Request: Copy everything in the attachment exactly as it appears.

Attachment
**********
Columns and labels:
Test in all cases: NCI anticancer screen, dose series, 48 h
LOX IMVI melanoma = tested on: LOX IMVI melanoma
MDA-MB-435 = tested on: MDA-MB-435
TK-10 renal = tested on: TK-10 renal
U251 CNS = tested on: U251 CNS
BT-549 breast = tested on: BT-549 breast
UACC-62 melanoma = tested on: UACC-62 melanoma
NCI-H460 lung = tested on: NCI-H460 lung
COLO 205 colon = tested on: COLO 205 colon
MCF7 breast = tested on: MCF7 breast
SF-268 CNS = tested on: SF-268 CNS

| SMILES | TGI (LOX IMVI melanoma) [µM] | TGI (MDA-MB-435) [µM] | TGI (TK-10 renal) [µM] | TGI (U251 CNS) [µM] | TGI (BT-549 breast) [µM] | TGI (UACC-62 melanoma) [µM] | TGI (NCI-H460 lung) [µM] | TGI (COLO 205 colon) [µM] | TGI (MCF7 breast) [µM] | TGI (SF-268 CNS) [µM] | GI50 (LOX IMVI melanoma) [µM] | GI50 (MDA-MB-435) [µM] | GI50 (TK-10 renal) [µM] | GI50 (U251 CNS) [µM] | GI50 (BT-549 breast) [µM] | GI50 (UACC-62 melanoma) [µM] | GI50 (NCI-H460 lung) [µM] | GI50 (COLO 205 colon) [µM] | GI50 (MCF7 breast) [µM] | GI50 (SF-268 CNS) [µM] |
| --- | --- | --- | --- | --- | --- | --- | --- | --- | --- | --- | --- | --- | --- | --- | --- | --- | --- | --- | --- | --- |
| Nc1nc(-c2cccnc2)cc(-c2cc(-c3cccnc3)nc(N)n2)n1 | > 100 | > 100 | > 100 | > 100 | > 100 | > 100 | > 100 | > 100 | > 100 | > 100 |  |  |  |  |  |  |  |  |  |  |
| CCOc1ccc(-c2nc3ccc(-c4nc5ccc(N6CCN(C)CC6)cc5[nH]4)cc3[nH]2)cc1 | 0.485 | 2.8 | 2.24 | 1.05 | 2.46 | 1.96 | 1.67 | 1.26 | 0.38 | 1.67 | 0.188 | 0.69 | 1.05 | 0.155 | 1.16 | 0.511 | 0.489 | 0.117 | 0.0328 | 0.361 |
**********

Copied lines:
Columns and labels:
Test in all cases: NCI anticancer screen, dose series, 48 h
LOX IMVI melanoma = tested on: LOX IMVI melanoma
MDA-MB-435 = tested on: MDA-MB-435
TK-10 renal = tested on: TK-10 renal
U251 CNS = tested on: U251 CNS
BT-549 breast = tested on: BT-549 breast
UACC-62 melanoma = tested on: UACC-62 melanoma
NCI-H460 lung = tested on: NCI-H460 lung
COLO 205 colon = tested on: COLO 205 colon
MCF7 breast = tested on: MCF7 breast
SF-268 CNS = tested on: SF-268 CNS

| SMILES | TGI (LOX IMVI melanoma) [µM] | TGI (MDA-MB-435) [µM] | TGI (TK-10 renal) [µM] | TGI (U251 CNS) [µM] | TGI (BT-549 breast) [µM] | TGI (UACC-62 melanoma) [µM] | TGI (NCI-H460 lung) [µM] | TGI (COLO 205 colon) [µM] | TGI (MCF7 breast) [µM] | TGI (SF-268 CNS) [µM] | GI50 (LOX IMVI melanoma) [µM] | GI50 (MDA-MB-435) [µM] | GI50 (TK-10 renal) [µM] | GI50 (U251 CNS) [µM] | GI50 (BT-549 breast) [µM] | GI50 (UACC-62 melanoma) [µM] | GI50 (NCI-H460 lung) [µM] | GI50 (COLO 205 colon) [µM] | GI50 (MCF7 breast) [µM] | GI50 (SF-268 CNS) [µM] |
| --- | --- | --- | --- | --- | --- | --- | --- | --- | --- | --- | --- | --- | --- | --- | --- | --- | --- | --- | --- | --- |
| Nc1nc(-c2cccnc2)cc(-c2cc(-c3cccnc3)nc(N)n2)n1 | > 100 | > 100 | > 100 | > 100 | > 100 | > 100 | > 100 | > 100 | > 100 | > 100 |  |  |  |  |  |  |  |  |  |  |
| CCOc1ccc(-c2nc3ccc(-c4nc5ccc(N6CCN(C)CC6)cc5[nH]4)cc3[nH]2)cc1 | 0.485 | 2.8 | 2.24 | 1.05 | 2.46 | 1.96 | 1.67 | 1.26 | 0.38 | 1.67 | 0.188 | 0.69 | 1.05 | 0.155 | 1.16 | 0.511 | 0.489 | 0.117 | 0.0328 | 0.361 |